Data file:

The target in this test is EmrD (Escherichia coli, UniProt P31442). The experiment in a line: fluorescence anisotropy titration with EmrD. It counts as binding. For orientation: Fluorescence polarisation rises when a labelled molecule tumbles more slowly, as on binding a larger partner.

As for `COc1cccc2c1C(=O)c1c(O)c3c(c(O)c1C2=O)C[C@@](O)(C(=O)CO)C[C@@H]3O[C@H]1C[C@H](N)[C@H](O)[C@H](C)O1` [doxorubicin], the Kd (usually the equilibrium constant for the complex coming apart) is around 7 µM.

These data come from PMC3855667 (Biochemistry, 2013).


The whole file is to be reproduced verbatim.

The target in this test is EmrD (Escherichia coli, UniProt P31442). The experiment in a line: fluorescence anisotropy titration with EmrD. It counts as binding. For orientation: Fluorescence polarisation rises when a labelled molecule tumbles more slowly, as on binding a larger partner.

As for `COc1cccc2c1C(=O)c1c(O)c3c(c(O)c1C2=O)C[C@@](O)(C(=O)CO)C[C@@H]3O[C@H]1C[C@H](N)[C@H](O)[C@H](C)O1` [doxorubicin], the Kd (usually the equilibrium constant for the complex coming apart) is around 7 µM.

These data come from PMC3855667 (Biochemistry, 2013).